Emily Dickinson

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Emily Dickinson

Post  Luoh on Sat May 16, 2009 11:31 pm

Was emily dickinson a transcendentalist? Lets see'bounce'

In her writing, she showed some transcendentalist values. She talked about nature, as shown in her poems I Never Saw a Moor, and "Hope" Is The Thing with Feathers. In these poems, she shows transcendentalist values, and also shows some believe in unlimited potential, although that is mainly shows through I Never Saw a Moor.

However, many people don't agree, because of the way she lived, how she had lived in that single room for many years. To counter this point, lets read Emily Dickinson's bio. When she was young, Emily Dickinson lived just like any young Amherst girl, its not like she was gloomy or anything like that. She even wrote letters that showed that she had high spirits, which is definitely not like an anti-transcendentalist, who believe that people can be corrupted, and who, on a whole, seem more...pessimistic.

However, this began to change in the year, 1862. This year, her love, Charles Wadsworth, did not return her love, and also left her home town. It was at this time, that she began to write more poems, maybe as a way to block out her feelings, or as a way to get rid of them. It was also in this year that she became the "locked in a room Emily" that most people know her as. At this time, it seems that Emily Dickinson shifted to the anti-transcendentalist viewpoint. The dark events of her life led her to becoming an anti-transcendentalist.

Another way that we can see this change is in the tone and mood of her poems. Her early poems give off a happier tone, and lighter mood than her later poems. The way the book sets up her poems, the poems are placed in a way that allows the lighter mood to be at the front, such as I Never Saw a Moor, until it evolves into Because i Could Not Stop Death.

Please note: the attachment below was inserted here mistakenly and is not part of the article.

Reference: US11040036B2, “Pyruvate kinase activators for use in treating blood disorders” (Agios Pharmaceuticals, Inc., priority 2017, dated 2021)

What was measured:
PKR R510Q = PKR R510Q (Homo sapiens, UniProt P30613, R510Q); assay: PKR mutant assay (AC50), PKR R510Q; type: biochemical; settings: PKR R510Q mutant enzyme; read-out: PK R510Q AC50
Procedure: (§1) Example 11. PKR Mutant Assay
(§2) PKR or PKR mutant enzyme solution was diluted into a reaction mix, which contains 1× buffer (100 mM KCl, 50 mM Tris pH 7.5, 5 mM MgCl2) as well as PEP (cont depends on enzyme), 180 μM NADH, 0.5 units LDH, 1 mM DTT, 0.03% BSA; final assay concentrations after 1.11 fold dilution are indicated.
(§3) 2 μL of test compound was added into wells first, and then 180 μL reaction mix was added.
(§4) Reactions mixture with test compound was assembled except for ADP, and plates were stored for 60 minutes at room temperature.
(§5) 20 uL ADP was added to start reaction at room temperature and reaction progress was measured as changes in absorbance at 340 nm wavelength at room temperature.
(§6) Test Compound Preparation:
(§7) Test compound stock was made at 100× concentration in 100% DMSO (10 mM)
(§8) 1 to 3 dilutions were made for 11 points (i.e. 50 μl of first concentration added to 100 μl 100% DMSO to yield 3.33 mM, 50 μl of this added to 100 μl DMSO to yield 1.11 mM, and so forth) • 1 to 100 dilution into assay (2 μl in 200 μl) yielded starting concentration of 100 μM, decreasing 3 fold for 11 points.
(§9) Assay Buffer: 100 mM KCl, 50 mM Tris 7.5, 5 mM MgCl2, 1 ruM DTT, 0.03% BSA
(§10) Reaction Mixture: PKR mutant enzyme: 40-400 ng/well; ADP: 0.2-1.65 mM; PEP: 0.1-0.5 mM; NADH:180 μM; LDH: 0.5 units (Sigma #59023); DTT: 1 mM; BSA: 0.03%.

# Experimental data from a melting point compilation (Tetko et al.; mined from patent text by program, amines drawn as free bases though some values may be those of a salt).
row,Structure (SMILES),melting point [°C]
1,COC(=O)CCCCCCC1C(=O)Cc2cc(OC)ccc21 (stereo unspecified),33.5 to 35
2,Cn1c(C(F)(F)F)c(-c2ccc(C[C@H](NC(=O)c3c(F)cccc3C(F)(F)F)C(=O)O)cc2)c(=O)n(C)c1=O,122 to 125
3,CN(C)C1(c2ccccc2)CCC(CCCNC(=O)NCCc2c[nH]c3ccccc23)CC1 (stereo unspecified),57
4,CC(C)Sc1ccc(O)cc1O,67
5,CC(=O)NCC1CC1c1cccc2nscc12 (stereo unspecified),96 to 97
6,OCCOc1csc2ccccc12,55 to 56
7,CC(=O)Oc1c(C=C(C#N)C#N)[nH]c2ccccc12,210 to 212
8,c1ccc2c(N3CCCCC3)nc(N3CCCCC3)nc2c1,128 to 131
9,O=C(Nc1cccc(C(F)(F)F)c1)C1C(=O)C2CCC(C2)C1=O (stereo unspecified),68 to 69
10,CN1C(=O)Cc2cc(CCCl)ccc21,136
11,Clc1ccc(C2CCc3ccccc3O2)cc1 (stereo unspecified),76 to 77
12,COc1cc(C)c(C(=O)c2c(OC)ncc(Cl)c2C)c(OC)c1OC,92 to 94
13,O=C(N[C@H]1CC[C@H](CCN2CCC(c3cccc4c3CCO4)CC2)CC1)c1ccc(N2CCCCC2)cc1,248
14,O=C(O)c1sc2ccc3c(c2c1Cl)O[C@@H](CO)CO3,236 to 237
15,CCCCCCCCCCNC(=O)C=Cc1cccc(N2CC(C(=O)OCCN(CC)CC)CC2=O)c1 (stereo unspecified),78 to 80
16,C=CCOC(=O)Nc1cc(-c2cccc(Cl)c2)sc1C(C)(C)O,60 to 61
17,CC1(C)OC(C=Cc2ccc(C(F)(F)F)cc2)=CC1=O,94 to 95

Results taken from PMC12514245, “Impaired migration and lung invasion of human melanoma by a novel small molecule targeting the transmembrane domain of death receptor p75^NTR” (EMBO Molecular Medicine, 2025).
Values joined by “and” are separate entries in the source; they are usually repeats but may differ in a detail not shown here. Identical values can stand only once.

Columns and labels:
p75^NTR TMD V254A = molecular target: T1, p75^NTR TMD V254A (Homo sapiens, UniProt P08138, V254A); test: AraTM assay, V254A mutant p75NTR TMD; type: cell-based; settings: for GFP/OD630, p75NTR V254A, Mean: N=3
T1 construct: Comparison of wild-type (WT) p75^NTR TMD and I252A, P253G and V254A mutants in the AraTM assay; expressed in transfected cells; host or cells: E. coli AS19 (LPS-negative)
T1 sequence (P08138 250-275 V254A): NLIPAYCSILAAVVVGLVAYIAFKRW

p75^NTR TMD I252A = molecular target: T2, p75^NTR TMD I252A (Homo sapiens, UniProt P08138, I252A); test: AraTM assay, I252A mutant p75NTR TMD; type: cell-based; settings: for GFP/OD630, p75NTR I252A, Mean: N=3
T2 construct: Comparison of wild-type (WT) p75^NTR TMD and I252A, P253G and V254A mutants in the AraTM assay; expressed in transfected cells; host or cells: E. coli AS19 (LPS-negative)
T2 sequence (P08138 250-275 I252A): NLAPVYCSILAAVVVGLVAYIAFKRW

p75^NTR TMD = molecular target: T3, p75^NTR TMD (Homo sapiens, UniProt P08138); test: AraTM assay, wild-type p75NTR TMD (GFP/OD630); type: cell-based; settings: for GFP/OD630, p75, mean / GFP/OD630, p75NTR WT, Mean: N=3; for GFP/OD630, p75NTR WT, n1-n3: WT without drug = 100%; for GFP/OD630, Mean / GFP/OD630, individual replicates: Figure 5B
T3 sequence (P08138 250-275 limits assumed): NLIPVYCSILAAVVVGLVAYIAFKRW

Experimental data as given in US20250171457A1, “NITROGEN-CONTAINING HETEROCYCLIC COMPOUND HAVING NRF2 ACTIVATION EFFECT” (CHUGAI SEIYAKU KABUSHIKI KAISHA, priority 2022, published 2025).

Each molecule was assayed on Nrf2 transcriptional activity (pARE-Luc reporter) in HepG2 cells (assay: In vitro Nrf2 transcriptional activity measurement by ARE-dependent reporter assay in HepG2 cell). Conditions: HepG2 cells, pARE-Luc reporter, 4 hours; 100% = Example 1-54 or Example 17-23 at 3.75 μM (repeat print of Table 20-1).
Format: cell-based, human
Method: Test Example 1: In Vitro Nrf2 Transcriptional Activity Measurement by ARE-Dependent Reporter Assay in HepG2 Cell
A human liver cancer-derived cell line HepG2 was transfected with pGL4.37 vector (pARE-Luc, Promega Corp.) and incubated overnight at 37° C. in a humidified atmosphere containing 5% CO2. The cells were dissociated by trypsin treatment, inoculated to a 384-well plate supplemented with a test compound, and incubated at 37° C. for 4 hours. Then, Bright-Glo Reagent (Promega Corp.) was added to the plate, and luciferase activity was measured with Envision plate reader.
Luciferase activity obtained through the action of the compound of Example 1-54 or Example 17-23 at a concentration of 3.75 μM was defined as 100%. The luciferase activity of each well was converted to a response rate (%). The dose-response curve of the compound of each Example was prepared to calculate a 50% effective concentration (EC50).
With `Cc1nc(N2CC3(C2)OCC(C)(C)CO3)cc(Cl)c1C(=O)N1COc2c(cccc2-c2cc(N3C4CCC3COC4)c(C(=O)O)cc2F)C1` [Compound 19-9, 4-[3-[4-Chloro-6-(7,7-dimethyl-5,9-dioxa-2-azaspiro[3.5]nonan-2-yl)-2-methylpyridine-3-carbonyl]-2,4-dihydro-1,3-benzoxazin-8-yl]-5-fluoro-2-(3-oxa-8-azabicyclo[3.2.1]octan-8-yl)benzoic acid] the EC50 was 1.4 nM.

So, this discussion (by me Very Happy) leads me to say that from the beginning until the middle of her life, Emily Dickinson was a transcendentalist, but at the end of her life, she was a transcendentalist. She is placed at the end of the unit, which shows that maybe she did not show any one virtue of transcendentalism or anti-transcendentalism, but was, in a way, both transcendentalist and anti-transcendentalist, or should be placed between each one, because she is not one or the other

Luoh

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Re: Emily Dickinson

Post  proey on Sun May 17, 2009 10:01 pm

Honestly, no one is either one or the other. Everyone is a mix of both. Because, seriously, have you ever met someone who was absolutely always optimistic about everything, who could not be hindered by their mind, their negative feelings, and etc?

I agree, though, to your post Smile
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proey

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Emily Dickinson

Post  Luoh on Sun May 17, 2009 10:30 pm

Well, i do believe that some people show more transcendentalist than anti-transcendentalist. I don't think anyone is one or the other, but are classified as one or another by the degree that they show of the values Very Happy

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